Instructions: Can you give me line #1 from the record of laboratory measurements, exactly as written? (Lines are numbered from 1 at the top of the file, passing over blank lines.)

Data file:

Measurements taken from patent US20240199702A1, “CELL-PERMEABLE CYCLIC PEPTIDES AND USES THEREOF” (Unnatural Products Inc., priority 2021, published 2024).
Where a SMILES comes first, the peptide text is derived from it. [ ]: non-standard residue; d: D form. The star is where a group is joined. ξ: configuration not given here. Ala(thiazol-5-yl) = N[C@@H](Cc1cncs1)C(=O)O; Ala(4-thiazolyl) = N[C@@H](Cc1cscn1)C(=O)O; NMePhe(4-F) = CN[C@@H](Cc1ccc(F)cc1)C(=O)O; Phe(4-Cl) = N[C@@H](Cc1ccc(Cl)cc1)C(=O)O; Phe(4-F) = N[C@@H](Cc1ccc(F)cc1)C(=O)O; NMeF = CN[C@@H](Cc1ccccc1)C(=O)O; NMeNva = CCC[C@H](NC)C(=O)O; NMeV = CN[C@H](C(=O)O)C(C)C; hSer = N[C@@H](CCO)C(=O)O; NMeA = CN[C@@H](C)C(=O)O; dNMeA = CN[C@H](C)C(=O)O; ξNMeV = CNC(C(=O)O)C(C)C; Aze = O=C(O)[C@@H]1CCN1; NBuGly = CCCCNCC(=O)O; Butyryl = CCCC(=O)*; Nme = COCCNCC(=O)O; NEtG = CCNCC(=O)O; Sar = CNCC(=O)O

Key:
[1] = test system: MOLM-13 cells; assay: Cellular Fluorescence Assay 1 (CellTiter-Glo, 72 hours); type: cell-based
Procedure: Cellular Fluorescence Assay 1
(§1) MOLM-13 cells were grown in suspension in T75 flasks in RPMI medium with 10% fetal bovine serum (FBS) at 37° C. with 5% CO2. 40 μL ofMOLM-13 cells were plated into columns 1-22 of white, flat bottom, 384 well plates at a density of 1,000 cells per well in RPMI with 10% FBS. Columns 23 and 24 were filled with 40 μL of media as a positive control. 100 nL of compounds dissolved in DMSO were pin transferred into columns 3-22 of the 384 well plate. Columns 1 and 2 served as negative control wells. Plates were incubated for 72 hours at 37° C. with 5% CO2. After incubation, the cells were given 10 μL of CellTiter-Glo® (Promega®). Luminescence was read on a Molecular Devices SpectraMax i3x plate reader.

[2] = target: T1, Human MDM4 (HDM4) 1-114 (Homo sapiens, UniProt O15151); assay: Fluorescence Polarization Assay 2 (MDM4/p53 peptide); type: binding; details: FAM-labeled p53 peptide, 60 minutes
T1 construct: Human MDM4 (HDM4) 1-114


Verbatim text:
Measurements taken from patent US20240199702A1, “CELL-PERMEABLE CYCLIC PEPTIDES AND USES THEREOF” (Unnatural Products Inc., priority 2021, published 2024).